From Mexico to Malta, northern lights to sunny skies, these places are doing Christmas better than the rest this year.
Visiting presepju, or nativity scenes, is an integral part of Christmas in Malta.
Every year, residents proudly open their shutters, and sometimes even their garage doors, to display their holy crib confections to the public.
On a grander scale, the Bethlehem f’Ghajnsielem is a life-size nativity experience spread over 20,0000 square meters of formerly abandoned fields.
Inhabited and animated by more than 150 actors, including entire families, the village takes visitors back in time to Judea of 2,000 years ago, complete with oil lamps, turn mills, grazing animals, crafts areas teaching traditional skills and folklore, a tavern, and of course a grotto housing baby Jesus.
Downtown Valletta is also home to a lively Christmas spirit, with carolers singing outside the Baroque St. John’s Co-Cathedral during Advent, and a dizzying display of Christmas lights on Republic Street.
The Manoel Theater is well known for its annual Christmas pantomime — this year it’s a folk tale mash-up titled “Robin Hood and the Babes in the Wood.”
A visit to the privately owned Museum of Toys, featuring dolls, soldiers, train sets, and clockwork tin trinkets dating as far back as the 1790s, is a heartwarming homage to childhood.
Rockefeller Center lies at the core of the New York Christmas.
Across the street, Radio City hosts the annual Christmas Spectacular, starring the Rockettes.
On the southwest corner of Central Park, Columbus Circle hosts more than 100 vendors selling clothes, gifts, snacks and drinks at the Holiday Market.
Central Park has two ponds for skating and horse-drawn carriage rides.
Fashion’s biggest names join in the festivities, setting up impressive Christmas window displays.
The most glamorous cases, at the Fifth Avenue flagships and department stores like Saks and Bergdorf, are impressive enough to melt the heart of Anna Wintour.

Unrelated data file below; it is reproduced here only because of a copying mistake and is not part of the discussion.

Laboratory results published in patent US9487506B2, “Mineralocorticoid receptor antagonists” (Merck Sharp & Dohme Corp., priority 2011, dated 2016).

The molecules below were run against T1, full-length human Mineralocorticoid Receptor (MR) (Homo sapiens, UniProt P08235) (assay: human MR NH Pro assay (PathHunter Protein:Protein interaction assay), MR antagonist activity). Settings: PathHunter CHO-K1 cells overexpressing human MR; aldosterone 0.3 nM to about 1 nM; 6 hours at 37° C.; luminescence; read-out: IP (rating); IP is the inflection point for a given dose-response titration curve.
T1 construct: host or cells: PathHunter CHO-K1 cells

There are few cities in the world where you can celebrate the birth of Jesus and the birth of Jane Austen with the same amount of fanfare, but Bath happens to be one of them.
December 16 marks what would have been the much-loved writer’s 240th birthday, and while the main Austen love-in is during the festival in September, the Jane Austen Centre — and on-site Regency Tearoom — is the best place to learn about the city’s most famous resident.
The Theatre Royal, which Austen mentions in “Northanger Abbey” and “Persuasion,” has a varied program of holiday drama, musicals, opera and concerts, including “Jack and the Beanstalk” and French farce “The One that Got Away.”
A seasonal favorite, the 18-day Bath Christmas Market has more than 170 wooden chalets selling distinctively British handmade crafts in a quaint Georgian setting.
Straddled between the imposing Bath Abbey and the venerable Roman Baths, the market offers a festive way to discover the character of Bath, which is the only entire city in the UK to have been designated as a UNESCO World Heritage Site.
Bath on Ice is a great excuse to bundle up and lace up skates, while the Thermae Bath Spa is the perfect reason to strip down and savor the steam emanating from the thermal mineral-rich waters of an open-air rooftop pool with spectacular views over the city.
Anyone who can manage to extend your Christmas holiday until Three King’s Day (January 5), can catch up with Melchior, Gaspar and Balthazar than Barcelona.
On the evening of January 4, they arrive at the city’s port on the Santa Eulalia — their very own ship — in bearded and velvet-robed splendor.
Canons are fired, fireworks are set off, and as the mayor hands them the keys to the city, the magic of the Magi officially commences.
They parade through the streets in a magnificent cavalcade of floats that includes camels, elephants, giraffes and dazzling costumes.
Rovaniemi, Lapland, Finland
While legends dating as far back as the 1820s cite the North Pole as the official home of Santa Claus and his jolly missus, the Finns would have us believe otherwise.
For them, Rovaniemi, Lapland, located just north of the Arctic Circle, is Christmas HQ.
Here, children make gingerbread cookies with Mrs. Claus, enroll in Elf School or take a calligraphy class and compose their Christmas wish lists with a traditional quill.
Those in search of a truly frosty experience can stay in the Arctic Snow Hotel, made entirely of snow and ice, but equipped with saunas and hot tubs in which to thaw.
The Nuremberg Christmas market (Nurnberger Christkindlesmarkt) is a German institution, pulling in more than 2 million visitors each year.
Highlights include a giant carved wooden Ferris wheel, old-fashioned carousel and a steam train.
Unlike all those “fake” Christmas markets that have been popping up in the region, Nuremberg’s Christmas Market Council is serious about making sure only traditional handmade toys and holiday goods are sold.
No mass-produced plastic garlands here.
The market’s 200 select vendors also put up fantastic displays as they compete for the Most Beautiful Stall Design award.
The top three walk away with a gold, silver or bronze “Plum People” awards.
Adults can enjoy Nuremberg spicy gingerbread and mugs of mulled wine.
For kids, there’s the Toy Museum, while the German Railway Museum is a hit with everyone.